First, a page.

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DNA and Wonky pods

If you have grown peppers for any amount of time, you have seen what I call a wonky pod.  I am not talking about when a whole plant is just plain wrong and you scratch you head about your labeling system or wonder about your seed stock.  I use the term wonky pod to mean a single or small number of pods on a plant that aren't right when the rest of the plant throws fine pods. 
 
Where do you think wonky pods come from?  According to most growers, the pepper / pod gets all of its dna from the mother plant. So it seems we have two choices.
 
1. DNA flaw / mutation - I understand this is actually fairly rare because most flaws and mutations render the seed infertile.
 
2. Natural Variant - Seems a little bit more likely since the wonky pods are often described and found by others.

3. Growing Conditions - Maybe during the development of some pods, it was particularly dry, wet, sunny, or cloudy.  But during the initial development others, not so much.
 
Myself, I like it when I find wonky pods because they give me something to experiment with.  I am kind of leaning towards growing conditions because most often if I save the seeds from a wonky pod, I get normal plant without wonky pods.  Now if a whole plant has odd pods, its seeds tend to grow the odd pods.  But when it is just a handfull of pods that are wonky on a plant, it doesnt -seem- to have anything to do with dna.

So I guess the real question is do you think it is worthwhile to experiment / grow out the wonky pods?
 
Natural variant. A DNA mutation would be extremely unlikely, not just because it might render the seeds infertile but because it would need to happen when the branch is being formed, and then all pods from that branch would be different. That isn't to say it's impossible though, as yellow apples are all clones of one branch that happened to produce yellow apples on a tree that made red ones. That being said, other people wouldn't be likely to get them as well, and people do. Growing conditions seem unlikely just because I've seen differences in two pods started at the same time.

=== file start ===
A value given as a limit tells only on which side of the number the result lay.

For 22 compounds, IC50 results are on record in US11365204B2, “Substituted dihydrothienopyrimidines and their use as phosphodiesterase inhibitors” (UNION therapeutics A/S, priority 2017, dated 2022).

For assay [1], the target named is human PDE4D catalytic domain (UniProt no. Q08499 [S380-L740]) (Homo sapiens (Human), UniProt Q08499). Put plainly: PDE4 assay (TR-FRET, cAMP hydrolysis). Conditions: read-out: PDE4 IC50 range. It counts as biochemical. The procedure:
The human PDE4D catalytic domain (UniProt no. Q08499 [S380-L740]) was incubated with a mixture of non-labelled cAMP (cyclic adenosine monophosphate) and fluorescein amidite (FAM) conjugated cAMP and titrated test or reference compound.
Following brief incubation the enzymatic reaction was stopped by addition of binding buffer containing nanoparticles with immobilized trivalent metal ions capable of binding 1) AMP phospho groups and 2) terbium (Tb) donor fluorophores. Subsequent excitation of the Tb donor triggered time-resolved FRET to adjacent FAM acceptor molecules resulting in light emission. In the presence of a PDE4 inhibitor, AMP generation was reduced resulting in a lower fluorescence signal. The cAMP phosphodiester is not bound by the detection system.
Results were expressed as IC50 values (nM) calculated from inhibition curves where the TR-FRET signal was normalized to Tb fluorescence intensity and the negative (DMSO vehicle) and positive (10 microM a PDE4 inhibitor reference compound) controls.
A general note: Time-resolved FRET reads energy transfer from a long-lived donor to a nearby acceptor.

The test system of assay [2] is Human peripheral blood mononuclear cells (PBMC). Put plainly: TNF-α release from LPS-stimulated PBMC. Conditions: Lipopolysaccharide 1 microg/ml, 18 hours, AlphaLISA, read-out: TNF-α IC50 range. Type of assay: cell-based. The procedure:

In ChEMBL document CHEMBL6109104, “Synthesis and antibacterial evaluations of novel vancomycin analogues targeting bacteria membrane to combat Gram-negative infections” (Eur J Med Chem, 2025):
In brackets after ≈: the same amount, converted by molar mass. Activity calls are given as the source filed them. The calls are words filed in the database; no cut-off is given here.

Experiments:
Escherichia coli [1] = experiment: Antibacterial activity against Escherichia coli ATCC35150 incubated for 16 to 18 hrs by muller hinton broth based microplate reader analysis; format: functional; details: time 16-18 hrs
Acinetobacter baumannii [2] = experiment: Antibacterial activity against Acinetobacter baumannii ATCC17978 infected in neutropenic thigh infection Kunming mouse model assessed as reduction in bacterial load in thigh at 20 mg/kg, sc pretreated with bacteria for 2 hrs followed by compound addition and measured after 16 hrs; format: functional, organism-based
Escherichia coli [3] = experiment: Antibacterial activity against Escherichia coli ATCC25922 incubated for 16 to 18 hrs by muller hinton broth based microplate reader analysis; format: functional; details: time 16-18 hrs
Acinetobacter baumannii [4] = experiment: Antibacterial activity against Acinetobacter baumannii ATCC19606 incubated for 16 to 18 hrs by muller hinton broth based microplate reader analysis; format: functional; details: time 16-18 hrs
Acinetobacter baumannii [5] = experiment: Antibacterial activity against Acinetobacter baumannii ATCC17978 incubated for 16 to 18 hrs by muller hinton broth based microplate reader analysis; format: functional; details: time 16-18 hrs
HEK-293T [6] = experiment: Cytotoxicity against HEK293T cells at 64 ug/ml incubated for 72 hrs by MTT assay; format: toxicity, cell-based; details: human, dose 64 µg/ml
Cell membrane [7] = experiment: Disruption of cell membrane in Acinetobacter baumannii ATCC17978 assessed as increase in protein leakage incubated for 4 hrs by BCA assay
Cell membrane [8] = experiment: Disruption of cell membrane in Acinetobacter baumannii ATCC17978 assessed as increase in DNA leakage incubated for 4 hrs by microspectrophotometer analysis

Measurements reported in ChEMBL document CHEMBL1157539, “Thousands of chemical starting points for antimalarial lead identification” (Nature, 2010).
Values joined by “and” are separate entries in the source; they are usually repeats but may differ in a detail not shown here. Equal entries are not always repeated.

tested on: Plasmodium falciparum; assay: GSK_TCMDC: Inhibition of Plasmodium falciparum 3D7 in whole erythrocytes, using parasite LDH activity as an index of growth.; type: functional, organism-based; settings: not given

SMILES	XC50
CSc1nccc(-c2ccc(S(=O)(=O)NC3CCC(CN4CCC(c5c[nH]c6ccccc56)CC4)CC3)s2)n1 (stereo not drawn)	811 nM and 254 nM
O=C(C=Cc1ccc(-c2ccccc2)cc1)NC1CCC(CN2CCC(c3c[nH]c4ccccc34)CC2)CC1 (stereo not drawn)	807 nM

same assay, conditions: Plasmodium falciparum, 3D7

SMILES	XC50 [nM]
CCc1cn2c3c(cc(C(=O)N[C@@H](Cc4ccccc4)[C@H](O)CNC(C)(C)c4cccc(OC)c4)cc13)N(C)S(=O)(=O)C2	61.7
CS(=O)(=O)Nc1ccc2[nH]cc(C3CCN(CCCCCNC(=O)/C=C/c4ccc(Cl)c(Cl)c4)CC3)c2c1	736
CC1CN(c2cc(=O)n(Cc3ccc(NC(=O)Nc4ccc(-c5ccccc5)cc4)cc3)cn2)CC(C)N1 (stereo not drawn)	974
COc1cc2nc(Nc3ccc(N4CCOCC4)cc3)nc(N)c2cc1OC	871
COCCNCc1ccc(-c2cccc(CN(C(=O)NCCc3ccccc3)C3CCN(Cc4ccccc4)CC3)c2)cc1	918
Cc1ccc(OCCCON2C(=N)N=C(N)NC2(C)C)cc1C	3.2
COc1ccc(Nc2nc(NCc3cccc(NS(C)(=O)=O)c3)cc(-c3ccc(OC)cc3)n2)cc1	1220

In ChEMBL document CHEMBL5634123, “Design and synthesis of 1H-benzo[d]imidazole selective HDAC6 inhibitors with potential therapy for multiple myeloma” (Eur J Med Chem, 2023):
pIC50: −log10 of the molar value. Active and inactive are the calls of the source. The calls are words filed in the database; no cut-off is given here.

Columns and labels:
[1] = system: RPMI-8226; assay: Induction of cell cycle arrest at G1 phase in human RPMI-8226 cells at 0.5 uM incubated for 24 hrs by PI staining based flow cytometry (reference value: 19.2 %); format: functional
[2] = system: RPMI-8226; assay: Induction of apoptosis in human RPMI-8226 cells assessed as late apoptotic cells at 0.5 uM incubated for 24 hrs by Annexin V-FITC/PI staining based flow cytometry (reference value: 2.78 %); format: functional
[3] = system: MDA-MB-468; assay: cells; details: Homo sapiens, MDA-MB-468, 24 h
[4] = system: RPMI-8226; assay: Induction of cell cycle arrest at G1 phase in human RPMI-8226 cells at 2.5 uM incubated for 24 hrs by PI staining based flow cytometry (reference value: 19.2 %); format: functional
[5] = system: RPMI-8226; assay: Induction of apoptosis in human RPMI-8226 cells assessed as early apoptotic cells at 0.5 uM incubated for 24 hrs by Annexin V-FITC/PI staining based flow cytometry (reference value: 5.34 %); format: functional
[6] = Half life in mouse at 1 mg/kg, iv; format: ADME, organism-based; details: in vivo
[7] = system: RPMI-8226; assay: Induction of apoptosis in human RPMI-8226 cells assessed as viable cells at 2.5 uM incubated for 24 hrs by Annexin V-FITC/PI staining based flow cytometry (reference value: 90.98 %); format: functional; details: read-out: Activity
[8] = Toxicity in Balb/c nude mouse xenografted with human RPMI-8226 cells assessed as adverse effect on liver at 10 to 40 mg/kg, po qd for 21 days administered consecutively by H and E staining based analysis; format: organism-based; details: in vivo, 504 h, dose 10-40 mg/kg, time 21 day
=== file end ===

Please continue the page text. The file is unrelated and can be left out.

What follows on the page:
On mutations though, I have a Carolina Reaper that was a conjoined twin at the base, though one half of it died now because of aphids. It produces a lot of double flowers, but most of them fall off and in others only one half sets fruit. Never seen a double pepper from it.
 
Cuzzfish, maybe I just learned something.  Were you using apples as just a random example or are you saying that my yellow delicious apple trees are all genetically identical and came from a single clone?  If that is the case, I think I now more understand the need for cross pollinators.

I planted my delicious apple trees red, yellow, red, yellow to form a line that I hope will eventually be a wind barrier and provide a new shaded area.  That and for apple pie.  I do not remember if it was the red or the yellow that needed a cross pollinator but I think it might have been the yellow.  If all yellow have identical dna, I could see how it would produce more when exposed to a cross pollinator.  I imagine that if it is all the same dna that bad genes meeting up would occur more often.

Am I close to understanding the need for cross pollinators in some plants?
 
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